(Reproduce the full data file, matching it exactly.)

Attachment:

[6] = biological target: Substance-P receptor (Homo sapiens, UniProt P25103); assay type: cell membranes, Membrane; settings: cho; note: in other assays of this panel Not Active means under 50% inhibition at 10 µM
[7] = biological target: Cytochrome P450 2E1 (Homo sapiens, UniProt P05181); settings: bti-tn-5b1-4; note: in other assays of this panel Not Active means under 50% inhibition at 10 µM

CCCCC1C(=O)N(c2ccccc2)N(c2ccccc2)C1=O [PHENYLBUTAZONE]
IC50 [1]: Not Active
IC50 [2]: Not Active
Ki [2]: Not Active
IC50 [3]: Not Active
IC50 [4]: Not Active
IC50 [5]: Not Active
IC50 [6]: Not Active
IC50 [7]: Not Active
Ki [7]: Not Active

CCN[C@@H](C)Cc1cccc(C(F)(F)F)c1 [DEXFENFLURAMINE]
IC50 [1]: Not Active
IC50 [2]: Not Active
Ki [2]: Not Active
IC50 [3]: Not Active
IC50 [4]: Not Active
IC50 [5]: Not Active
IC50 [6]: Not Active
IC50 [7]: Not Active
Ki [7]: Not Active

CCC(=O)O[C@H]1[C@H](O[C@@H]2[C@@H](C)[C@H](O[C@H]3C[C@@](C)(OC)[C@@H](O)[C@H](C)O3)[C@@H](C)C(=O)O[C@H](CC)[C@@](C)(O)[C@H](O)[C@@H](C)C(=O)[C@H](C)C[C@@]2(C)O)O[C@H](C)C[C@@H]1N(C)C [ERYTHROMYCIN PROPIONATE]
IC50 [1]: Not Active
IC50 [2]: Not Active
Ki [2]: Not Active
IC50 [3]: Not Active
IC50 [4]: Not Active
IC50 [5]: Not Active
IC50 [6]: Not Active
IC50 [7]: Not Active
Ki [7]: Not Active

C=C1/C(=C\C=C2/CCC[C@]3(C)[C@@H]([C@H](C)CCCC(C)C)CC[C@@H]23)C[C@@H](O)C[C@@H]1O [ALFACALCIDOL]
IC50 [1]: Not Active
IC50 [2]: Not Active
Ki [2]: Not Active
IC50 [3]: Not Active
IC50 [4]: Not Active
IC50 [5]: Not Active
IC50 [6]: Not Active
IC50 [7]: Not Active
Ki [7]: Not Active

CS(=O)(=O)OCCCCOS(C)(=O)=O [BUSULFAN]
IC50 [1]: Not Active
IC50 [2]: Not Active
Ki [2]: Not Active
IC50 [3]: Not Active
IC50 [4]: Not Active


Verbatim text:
[6] = biological target: Substance-P receptor (Homo sapiens, UniProt P25103); assay type: cell membranes, Membrane; settings: cho; note: in other assays of this panel Not Active means under 50% inhibition at 10 µM
[7] = biological target: Cytochrome P450 2E1 (Homo sapiens, UniProt P05181); settings: bti-tn-5b1-4; note: in other assays of this panel Not Active means under 50% inhibition at 10 µM

CCCCC1C(=O)N(c2ccccc2)N(c2ccccc2)C1=O [PHENYLBUTAZONE]
IC50 [1]: Not Active
IC50 [2]: Not Active
Ki [2]: Not Active
IC50 [3]: Not Active
IC50 [4]: Not Active
IC50 [5]: Not Active
IC50 [6]: Not Active
IC50 [7]: Not Active
Ki [7]: Not Active

CCN[C@@H](C)Cc1cccc(C(F)(F)F)c1 [DEXFENFLURAMINE]
IC50 [1]: Not Active
IC50 [2]: Not Active
Ki [2]: Not Active
IC50 [3]: Not Active
IC50 [4]: Not Active
IC50 [5]: Not Active
IC50 [6]: Not Active
IC50 [7]: Not Active
Ki [7]: Not Active

CCC(=O)O[C@H]1[C@H](O[C@@H]2[C@@H](C)[C@H](O[C@H]3C[C@@](C)(OC)[C@@H](O)[C@H](C)O3)[C@@H](C)C(=O)O[C@H](CC)[C@@](C)(O)[C@H](O)[C@@H](C)C(=O)[C@H](C)C[C@@]2(C)O)O[C@H](C)C[C@@H]1N(C)C [ERYTHROMYCIN PROPIONATE]
IC50 [1]: Not Active
IC50 [2]: Not Active
Ki [2]: Not Active
IC50 [3]: Not Active
IC50 [4]: Not Active
IC50 [5]: Not Active
IC50 [6]: Not Active
IC50 [7]: Not Active
Ki [7]: Not Active

C=C1/C(=C\C=C2/CCC[C@]3(C)[C@@H]([C@H](C)CCCC(C)C)CC[C@@H]23)C[C@@H](O)C[C@@H]1O [ALFACALCIDOL]
IC50 [1]: Not Active
IC50 [2]: Not Active
Ki [2]: Not Active
IC50 [3]: Not Active
IC50 [4]: Not Active
IC50 [5]: Not Active
IC50 [6]: Not Active
IC50 [7]: Not Active
Ki [7]: Not Active

CS(=O)(=O)OCCCCOS(C)(=O)=O [BUSULFAN]
IC50 [1]: Not Active
IC50 [2]: Not Active
Ki [2]: Not Active
IC50 [3]: Not Active
IC50 [4]: Not Active